Emil Bertell’s jaunty script typeface Bayamo embodies all the freehand joy of traditional sign writing, but with the versatility of a digital design.
Its energetic personality is perhaps the product of the environment it was created in – a chaotic and noisy cafe filled with people, where Bertell managed to find a quiet corner to design. “I’ve built up a good ability to focus and work anywhere, no matter what,” he says.
Bayamo taps into the nostalgia for hand-crafted letterforms, recreating the freedom and vitality bestowed on them by pen and paint.
“I think they look friendly,” says Bertell. “Maybe they offer some kind of comfort too, in the same sense as anything that’s handmade by someone. They’re also easy for designers to use, because the kerning is already taken care of by the type designers – whereas you probably need to adjust a sans serif if you’re using it in a logo, for example.”
Although the designer had already created several script fonts, he wanted to adopt a slightly different approach for Bayamo. Rather than building it around the letters’ connections to one another, Bertell decided to create more ”bouncy” type that wasn’t completely connected. “I think most script fonts nowadays are either some kind of modern calligraphy, or synthetic/mechanical scripts,” he explains. “This one leans more towards a classic American sign painting tradition.”
Bayamo is the surf coach you meet on holiday, who’s loose yet professional at the same time.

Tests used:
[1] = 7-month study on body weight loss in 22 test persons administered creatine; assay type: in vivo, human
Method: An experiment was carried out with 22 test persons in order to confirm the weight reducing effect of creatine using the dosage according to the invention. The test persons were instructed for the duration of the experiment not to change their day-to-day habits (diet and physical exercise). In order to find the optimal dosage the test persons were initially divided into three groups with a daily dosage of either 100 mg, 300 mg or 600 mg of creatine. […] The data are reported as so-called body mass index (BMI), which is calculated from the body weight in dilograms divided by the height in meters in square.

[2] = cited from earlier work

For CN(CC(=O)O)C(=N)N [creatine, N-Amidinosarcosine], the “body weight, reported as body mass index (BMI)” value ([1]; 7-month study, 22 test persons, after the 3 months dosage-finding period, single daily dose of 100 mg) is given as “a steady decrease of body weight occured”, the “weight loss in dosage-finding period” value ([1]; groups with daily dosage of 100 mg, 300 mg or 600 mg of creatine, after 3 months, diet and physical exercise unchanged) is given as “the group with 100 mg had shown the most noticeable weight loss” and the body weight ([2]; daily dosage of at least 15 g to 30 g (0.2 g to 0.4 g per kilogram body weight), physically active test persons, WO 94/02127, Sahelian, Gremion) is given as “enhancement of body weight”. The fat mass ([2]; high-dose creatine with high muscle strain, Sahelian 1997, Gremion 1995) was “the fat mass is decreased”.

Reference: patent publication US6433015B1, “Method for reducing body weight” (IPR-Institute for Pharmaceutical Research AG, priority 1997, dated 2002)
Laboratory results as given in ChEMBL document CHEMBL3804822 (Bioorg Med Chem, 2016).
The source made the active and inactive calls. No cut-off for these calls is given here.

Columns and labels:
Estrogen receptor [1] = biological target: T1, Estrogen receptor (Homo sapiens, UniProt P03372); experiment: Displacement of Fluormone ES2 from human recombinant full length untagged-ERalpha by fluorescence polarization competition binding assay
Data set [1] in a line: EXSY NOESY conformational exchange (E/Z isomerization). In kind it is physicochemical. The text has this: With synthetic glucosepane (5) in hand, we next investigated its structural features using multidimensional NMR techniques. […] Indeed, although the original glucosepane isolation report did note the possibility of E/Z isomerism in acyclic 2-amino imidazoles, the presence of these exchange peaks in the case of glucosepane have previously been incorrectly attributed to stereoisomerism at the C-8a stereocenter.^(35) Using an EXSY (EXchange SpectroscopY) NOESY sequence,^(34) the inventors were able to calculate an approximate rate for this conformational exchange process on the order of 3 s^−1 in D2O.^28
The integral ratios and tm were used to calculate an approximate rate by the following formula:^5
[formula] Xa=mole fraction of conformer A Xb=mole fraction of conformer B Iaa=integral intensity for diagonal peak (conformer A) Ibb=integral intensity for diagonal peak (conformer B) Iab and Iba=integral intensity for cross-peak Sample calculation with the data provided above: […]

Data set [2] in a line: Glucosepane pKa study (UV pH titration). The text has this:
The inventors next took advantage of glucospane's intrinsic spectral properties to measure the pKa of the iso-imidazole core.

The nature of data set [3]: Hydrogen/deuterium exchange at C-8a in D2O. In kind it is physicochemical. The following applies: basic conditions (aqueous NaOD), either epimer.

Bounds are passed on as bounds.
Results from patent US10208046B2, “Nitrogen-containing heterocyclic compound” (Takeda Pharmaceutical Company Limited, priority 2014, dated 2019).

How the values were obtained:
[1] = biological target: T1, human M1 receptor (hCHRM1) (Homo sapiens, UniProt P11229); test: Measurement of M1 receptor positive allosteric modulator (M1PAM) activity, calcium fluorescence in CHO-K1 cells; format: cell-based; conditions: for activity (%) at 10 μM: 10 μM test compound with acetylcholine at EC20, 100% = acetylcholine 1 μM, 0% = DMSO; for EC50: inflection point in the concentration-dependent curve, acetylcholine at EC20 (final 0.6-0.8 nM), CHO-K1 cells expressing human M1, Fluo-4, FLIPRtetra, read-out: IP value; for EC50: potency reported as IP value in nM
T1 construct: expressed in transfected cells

Bayamo mimics the loops and flourishes of a brush, and Bertell has kept the irresistible personality of hand-painted letters while ensuring the design still works as a font. Contextual alternates are a fundamental part of the typeface, meaning lowercase letters changing depending on what’s next to them – creating more varied word shapes, and lending the design more of a “hand-made feel.”
“There’s also the whole aspect of stroke simulation,” explains the designer. “If you create a script with a fixed brush angle, it’s probably going to look like mechanical calligraphy at best. You need to trust your eyes while working with the stroke weight, and I think it’s a good idea not to polish it too much – so it doesn't lose its character.”
The typeface is easy to pair with other fonts, offering striking contrast with their letter shapes. Bertell suggests its loose forms would be the perfect foil for more square designs, particularly strong sans serifs. Its abundance of personality makes it a good choice for branding, packaging and headlines, and any other environment where designs and companies need an attention-grabbing tone of voice.
“Bayamo is the surf coach you meet on holiday, who’s loose yet professional at the same time,” says Bertell. “Always having a good time, and making everything look easy.”